Now in regards to God "opening a door for them", the Apostle Paul may indeed be drawing an analogy to what happened to him and Silas while imprisoned in Philippi (please read Acts 16:16-34 to understand). Where both a literal door was opened to them, yes, but more importantly a door to the hearts of those there was opened wide to them to speak the mystery of Christ. So that through their own unjust imprisonment God not only moved the inmates hearts to heed them, but also brought about the salvation of the prison keeper and his whole household! And so Paul, though at times chained for the Gospel, new from first hand experience the Gospels' power to transcend any circumstance of life we find ourselves in (consider 2 Tim. 2:8-9). For the word of God is never "chained", nor obstructed, nor hindered, nor thwarted, by anyone, or anything. As the prophetic Word declares: 13 Behold, is it not of the Lord of hosts That the peoples labor to feed the fire, And nations weary themselves in vain? 14 For the earth will be filled With the knowledge of the glory of the Lord, As the waters cover the sea. Habakkuk 2:13–14 (also consider Psalm 2; Isaiah 11:9). And so wherever you are at, in whatever circumstance of life you are at, the Word of God, the mystery of Christ, God's Glorious Gospel, is not chained from either empowering you do what God has called you to do, or being manifested and multiplied through you (consider Rom 1:16-17). For God's Mighty Power to save is always manifested and magnified through our very lives when we align ourselves with God's agenda, which is the proclamation of our Lord and Savior Jesus Christ to one and to all. That is my prayer for you, and I pray will be your prayer for me, that we may all share the Gospel, the mystery of Christ, with one and with all as God opens the doors and creates the opportunities for us all to do so. And so in accord with this grand and glorious vision for the redemption of those hear and believe. The Apostle Paul gives us a couple of concluding exhortations on how we can actually help forward that end. First by saying that we are to walk in wisdom towards those who are outside, redeeming the time (vs. 5). To walk in wisdom towards those who are outside (of the house of faith) is to walk prudently towards them, to be neither complacent about the moral and spiritual dangers that we all face as Jesus' disciples (Matt 10:16). But more readily I believe Paul is addressing our conduct in this world, that as God's elect people redeemed by Jesus Christ, through His precious blood, by the grace of God, who though zealously sold out for Him, must choose to live tactfully within this fallen and degenerate world, and thus as much as depends on us peaceably towards all, while we are still living within it. That we are to redeem the time, means that we are to spend wisely the time given to us by God and make the most of every opportunity presented to us. For the right time or place for sharing the gospel is any place or anytime God is moving someone's heart to receive it! Finally the Apostle exhorts us all too "let your speech always be with grace, seasoned with salt, that you may know how you ought to answer each one" vs. 6  For it is our speech towards each other that will either unite us in heart, mind and purpose, or will divide us into our own isolated cliques and such as people seek refuge from abusive speech and abusive people. And so knowing the grace of Lord and Savior towards us all let us likewise be people of grace whose speech is "seasoned with salt" that is whose speech is "well seasoned" and thus adds quality of life to the hearers, both inside and outside of the house of faith (also see Eph. 4:29, 5:4).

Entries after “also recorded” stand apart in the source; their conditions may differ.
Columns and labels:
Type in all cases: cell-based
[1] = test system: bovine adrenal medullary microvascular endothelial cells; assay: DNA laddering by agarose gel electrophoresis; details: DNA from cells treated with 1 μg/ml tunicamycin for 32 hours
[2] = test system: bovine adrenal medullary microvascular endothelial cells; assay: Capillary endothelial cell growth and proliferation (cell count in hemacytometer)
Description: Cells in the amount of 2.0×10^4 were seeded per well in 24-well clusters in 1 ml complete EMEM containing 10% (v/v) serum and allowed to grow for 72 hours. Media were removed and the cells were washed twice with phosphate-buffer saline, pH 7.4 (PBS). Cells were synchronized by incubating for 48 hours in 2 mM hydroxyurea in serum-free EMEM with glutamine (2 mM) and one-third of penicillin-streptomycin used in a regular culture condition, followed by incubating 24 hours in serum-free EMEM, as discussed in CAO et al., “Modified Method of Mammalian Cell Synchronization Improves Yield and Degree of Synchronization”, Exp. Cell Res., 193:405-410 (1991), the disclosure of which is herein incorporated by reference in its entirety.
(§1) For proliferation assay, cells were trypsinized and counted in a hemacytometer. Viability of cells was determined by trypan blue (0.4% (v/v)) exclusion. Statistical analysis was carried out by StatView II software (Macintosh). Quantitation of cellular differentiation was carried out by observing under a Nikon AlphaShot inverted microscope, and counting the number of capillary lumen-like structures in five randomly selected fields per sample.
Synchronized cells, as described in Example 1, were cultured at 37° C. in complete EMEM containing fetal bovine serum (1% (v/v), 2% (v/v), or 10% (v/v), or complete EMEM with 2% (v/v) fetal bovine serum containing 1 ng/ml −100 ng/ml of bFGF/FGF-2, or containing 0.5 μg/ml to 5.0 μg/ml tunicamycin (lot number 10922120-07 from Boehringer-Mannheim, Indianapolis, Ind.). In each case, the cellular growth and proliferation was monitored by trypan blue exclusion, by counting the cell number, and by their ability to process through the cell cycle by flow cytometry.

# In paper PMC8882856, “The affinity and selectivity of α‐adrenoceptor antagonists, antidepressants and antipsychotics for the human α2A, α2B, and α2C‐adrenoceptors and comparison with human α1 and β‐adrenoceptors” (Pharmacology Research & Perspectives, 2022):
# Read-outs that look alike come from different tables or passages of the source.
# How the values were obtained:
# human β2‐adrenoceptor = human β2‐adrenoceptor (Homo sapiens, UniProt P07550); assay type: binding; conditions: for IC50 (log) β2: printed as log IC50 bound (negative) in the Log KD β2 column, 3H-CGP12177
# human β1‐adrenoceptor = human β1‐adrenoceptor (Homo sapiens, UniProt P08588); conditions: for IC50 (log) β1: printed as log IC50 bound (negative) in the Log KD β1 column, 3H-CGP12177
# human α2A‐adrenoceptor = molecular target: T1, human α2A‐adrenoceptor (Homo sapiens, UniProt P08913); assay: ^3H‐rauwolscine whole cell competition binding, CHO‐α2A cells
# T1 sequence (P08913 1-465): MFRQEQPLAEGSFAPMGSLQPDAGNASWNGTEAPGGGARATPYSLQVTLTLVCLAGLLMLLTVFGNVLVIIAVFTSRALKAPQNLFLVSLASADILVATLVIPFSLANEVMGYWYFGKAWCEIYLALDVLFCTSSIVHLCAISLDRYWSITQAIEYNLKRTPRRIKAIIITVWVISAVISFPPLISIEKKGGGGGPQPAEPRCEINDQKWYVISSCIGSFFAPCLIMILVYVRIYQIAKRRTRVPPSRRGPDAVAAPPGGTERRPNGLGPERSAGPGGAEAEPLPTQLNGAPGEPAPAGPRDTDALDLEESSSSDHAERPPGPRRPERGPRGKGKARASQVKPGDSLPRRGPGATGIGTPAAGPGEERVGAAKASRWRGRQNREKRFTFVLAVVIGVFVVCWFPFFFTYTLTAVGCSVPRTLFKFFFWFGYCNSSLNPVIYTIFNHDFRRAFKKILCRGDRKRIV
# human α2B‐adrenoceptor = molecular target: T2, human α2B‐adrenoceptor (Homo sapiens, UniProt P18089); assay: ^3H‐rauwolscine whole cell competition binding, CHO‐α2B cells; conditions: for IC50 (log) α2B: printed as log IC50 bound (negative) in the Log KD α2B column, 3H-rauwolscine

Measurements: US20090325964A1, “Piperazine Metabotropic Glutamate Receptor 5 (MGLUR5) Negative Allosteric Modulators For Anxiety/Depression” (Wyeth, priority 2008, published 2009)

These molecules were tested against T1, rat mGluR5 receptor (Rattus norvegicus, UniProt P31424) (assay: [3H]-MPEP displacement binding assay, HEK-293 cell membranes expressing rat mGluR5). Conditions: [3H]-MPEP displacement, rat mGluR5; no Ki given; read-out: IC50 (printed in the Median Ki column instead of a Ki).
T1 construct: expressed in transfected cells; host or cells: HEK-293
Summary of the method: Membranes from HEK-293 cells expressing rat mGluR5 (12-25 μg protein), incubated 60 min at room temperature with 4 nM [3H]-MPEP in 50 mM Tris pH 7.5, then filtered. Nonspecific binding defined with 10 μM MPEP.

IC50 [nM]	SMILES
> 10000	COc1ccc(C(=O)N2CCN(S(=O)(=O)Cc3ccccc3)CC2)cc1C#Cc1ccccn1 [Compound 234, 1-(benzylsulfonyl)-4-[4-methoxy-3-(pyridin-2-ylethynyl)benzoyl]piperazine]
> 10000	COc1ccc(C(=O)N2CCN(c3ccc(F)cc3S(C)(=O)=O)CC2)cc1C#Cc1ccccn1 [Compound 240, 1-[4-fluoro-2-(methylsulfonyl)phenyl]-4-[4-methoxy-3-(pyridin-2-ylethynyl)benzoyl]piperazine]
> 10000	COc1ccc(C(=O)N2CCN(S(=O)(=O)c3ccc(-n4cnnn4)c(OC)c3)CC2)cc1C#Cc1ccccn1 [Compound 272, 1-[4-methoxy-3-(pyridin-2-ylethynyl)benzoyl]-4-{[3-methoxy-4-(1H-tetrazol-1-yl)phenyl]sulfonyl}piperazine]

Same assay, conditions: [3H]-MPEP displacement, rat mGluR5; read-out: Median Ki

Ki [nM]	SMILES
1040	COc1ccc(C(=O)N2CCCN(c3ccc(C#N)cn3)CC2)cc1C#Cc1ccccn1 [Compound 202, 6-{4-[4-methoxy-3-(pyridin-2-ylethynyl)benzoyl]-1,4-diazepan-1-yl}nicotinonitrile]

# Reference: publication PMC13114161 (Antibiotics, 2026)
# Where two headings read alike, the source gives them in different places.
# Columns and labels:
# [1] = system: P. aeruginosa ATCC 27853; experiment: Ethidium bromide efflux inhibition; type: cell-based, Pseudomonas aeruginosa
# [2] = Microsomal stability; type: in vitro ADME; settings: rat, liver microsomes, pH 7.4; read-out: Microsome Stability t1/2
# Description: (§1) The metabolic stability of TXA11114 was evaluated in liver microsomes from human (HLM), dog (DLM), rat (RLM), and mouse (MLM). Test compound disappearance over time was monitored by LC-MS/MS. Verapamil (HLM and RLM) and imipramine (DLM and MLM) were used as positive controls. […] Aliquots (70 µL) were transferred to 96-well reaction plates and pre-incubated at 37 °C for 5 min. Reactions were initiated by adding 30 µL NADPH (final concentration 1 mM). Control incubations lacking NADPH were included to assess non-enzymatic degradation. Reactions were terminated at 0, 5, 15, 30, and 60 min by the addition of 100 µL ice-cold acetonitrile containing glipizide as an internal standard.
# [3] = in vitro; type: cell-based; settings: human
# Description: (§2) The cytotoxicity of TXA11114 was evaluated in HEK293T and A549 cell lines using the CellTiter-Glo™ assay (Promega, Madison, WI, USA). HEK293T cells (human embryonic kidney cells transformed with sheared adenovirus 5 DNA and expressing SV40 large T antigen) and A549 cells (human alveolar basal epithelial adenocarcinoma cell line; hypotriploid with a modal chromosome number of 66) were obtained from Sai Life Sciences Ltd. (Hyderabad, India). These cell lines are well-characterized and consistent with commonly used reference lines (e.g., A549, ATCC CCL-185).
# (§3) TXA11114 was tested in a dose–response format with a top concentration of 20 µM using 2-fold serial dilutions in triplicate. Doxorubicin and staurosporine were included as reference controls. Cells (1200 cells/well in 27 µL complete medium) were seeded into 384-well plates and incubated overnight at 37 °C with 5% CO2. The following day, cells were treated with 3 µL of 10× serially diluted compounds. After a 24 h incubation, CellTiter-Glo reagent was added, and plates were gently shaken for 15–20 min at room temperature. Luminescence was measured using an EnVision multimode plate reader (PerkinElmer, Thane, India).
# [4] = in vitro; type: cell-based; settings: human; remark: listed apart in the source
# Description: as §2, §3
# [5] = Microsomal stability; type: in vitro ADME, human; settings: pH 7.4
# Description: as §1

Scripture Quotations
The New King James Version. Nashville: Thomas Nelson, 1982

Additional Resources Consulted
Vincent, Marvin Richardson. Word Studies in the New Testament. New York: Charles Scribner’s Sons, 1887.